Satchel, age 11, is obsessed with chicken wings. He's been asking to go to wing stop for months. Basically every time we drive down Poplar, he asks me to stop.
One rainy afternoon while running errands and visiting the orthodontist, I agreed to let him get some wings to go.
That seemed to keep him quiet for awhile, but then Jiro, age 9, started in. Last week, I had every intention of forcing some semi-healthy Chipotle on the kids prior to our Target run, but Jiro started chanting "Wingstop Wingstop Wingstop" in the backseat. Then he played the "It's almost my birthday" card. Whatever. I can only take so much, especially when I secretly love chicken wings too.
Satchel made some weird speech about being stuffed and wanting to stay in the car. I guess his teacher gave them pizza after TCAP testing or something. It only took about two seconds for him to change his mind and come chasing after us.
Inside, there is an old school aviation theme going on. I'll admit it took me a second to make the connection between chicken wings and airplane wings.
You order at the counter, and then sit down until they call your name. We all basically ordered the same thing--a six wing combo. You can mix and match the bone in and boneless as well as the sauces, which is cool. We varied our sauce requests, and Jiro wanted boneless wings (also known as chicken tenders or bites). The combo comes with a drink and one side, but rolls and carrots/celery are extra. We got two rolls on the side.
The best part of the ordering process is that they tell you exactly how long it will take. "Miss Stacey, your order will be ready in 14 minutes." We got our drinks, napkins, and whatnot and took a seat by the front door. The kitchen is open, so you can watch them prepare the food if you choose.
On my first visit with Satchel, I noticed this display.
It's a little Five Guys-esque, but it is nice to know that the fries are made fresh and not frozen. They are lightly seasoned and very tasty.
Okay, let's talk about the wings.
They have about ten different sauce choices, including a dry Louisiana rub that is quite popular. I went with the standard hot. It was hot but not painful. As you can see, the wings are technically half wings. I've kind of grown fond of the whole wing presentation like at Best Wings--it's so satisfying to pull them apart--but whatever. I thought they were good, nothing special.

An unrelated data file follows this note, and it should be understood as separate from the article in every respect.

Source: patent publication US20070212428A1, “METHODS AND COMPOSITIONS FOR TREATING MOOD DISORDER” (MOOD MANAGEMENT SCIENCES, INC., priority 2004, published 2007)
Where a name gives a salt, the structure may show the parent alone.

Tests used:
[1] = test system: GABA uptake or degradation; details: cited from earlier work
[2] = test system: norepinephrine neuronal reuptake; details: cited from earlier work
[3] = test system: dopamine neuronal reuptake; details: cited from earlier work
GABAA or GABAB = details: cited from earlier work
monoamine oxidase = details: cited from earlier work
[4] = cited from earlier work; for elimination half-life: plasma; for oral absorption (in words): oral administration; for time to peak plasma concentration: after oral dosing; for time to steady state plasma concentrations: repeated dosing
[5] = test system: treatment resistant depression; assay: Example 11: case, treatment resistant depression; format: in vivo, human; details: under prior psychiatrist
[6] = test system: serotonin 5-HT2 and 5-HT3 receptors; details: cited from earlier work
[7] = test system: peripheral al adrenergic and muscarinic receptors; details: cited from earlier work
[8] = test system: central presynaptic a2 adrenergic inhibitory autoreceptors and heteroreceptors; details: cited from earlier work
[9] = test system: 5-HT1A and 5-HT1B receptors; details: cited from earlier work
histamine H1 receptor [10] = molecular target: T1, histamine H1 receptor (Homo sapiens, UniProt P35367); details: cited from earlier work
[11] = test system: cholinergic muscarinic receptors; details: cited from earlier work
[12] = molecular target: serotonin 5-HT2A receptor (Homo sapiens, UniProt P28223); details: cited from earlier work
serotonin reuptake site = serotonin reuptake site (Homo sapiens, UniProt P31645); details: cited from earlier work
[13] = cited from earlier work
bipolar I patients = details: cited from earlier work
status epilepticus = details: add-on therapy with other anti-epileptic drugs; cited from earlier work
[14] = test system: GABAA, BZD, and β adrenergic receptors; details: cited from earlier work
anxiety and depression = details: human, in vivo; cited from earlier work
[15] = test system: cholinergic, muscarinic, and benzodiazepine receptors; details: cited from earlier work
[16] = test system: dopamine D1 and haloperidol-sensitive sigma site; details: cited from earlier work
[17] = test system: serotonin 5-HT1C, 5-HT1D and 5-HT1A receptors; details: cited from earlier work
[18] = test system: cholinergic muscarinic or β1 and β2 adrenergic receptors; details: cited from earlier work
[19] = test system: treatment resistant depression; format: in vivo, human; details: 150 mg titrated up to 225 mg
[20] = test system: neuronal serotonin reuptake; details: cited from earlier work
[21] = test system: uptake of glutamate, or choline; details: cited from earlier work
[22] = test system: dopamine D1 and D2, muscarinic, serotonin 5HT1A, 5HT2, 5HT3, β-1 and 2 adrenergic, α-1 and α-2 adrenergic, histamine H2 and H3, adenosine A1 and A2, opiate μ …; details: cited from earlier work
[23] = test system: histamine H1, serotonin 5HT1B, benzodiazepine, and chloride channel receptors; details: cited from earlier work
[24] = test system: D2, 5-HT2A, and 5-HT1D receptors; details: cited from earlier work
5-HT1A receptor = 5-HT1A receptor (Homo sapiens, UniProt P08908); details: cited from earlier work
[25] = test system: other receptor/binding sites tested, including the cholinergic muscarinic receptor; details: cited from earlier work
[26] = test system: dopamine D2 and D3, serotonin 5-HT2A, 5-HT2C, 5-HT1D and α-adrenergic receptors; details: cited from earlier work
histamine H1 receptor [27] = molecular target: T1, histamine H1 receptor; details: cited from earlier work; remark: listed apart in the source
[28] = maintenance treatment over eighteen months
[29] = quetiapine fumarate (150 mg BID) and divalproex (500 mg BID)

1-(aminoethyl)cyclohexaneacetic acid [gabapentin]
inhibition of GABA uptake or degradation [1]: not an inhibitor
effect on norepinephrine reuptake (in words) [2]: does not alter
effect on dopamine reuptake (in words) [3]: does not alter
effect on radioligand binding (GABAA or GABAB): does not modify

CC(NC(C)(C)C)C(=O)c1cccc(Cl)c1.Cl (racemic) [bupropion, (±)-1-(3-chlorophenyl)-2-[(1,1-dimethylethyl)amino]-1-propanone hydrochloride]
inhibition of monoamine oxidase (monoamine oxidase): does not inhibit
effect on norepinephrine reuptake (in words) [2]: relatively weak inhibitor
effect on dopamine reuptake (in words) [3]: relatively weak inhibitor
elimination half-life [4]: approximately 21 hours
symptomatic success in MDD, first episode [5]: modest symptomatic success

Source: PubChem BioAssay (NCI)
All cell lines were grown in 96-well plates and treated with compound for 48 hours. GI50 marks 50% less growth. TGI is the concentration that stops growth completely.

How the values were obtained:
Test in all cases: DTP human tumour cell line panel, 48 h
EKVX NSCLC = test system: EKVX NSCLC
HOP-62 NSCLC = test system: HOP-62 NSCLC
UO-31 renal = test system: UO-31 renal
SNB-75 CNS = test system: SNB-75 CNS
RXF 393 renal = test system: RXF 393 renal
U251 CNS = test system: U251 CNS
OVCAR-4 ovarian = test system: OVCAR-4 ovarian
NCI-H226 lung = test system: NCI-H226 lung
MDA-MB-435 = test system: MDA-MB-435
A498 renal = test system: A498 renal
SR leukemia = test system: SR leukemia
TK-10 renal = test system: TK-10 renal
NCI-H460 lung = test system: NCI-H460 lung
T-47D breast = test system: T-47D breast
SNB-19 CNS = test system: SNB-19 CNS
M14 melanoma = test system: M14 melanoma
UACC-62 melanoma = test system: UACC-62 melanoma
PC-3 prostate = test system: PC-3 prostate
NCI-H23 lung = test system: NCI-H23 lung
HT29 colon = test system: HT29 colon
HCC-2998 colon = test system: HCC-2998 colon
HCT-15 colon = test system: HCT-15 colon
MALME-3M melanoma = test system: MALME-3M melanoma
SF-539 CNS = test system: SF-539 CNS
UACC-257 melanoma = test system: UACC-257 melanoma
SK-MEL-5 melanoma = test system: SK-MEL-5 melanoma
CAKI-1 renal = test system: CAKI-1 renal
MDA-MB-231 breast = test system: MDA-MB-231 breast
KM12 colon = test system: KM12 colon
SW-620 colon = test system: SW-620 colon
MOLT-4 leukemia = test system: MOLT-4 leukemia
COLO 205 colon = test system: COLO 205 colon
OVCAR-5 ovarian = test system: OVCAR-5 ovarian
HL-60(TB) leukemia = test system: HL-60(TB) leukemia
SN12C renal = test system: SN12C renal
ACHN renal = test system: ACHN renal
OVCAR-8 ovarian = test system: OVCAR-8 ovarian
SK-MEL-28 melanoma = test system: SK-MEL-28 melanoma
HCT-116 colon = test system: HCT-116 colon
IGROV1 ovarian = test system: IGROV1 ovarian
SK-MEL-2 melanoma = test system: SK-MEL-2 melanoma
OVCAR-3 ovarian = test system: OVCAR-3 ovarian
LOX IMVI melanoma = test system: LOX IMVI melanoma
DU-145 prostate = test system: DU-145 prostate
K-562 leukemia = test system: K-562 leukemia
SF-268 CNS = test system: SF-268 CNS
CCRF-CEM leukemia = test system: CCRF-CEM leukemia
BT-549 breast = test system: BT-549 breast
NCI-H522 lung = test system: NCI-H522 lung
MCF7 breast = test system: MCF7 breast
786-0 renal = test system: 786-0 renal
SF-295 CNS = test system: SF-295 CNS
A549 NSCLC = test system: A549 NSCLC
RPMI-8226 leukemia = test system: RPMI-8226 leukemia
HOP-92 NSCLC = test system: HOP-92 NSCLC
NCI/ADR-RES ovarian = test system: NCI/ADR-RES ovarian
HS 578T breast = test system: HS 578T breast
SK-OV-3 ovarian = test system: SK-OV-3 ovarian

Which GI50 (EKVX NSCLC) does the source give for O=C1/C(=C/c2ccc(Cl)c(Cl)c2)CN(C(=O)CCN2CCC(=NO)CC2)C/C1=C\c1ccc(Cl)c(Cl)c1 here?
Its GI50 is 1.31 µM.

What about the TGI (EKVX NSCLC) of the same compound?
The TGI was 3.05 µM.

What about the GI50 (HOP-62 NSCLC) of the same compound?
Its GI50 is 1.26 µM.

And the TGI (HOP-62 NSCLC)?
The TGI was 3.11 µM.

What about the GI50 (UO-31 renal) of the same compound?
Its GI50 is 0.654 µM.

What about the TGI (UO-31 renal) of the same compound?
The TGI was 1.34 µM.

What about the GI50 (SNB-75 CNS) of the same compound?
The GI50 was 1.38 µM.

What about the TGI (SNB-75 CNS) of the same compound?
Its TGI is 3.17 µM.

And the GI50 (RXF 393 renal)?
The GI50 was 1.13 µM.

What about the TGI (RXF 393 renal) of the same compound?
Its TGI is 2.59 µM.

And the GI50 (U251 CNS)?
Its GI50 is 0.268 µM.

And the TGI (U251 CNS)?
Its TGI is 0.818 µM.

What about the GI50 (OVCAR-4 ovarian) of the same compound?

Jiro had no complaints about his plain nuggets, which he happily dipped in ketchup.
His favorite part of the meal was the roll.
Satchel also had no complaints about his mild wings, which he expertly cleaned to the bone.
He had a side of potato salad, which he just picked at. The fries were much more exciting. He ate about four of his wings and gave me the other two, like I needed them. His sauce was much more buttery than mine, or at least more noticeably buttery. Oh chicken wings, why are you so unhealthy?
About halfway through the meal, the woman at the counter looked over and asked, "Everything ok, Miss Stacey?" which I thought was sweet.
Our total was $25.62, which isn't bad. I feel like we could have done some sort of family meal deal and probably saved money, but I was too tired to really do the math prior to ordering.
We will probably be back due to the location, good service, and consistently good food. I knew Wingstop was a chain, but I didn't realize there were over 550 franchises until I started researching for this post.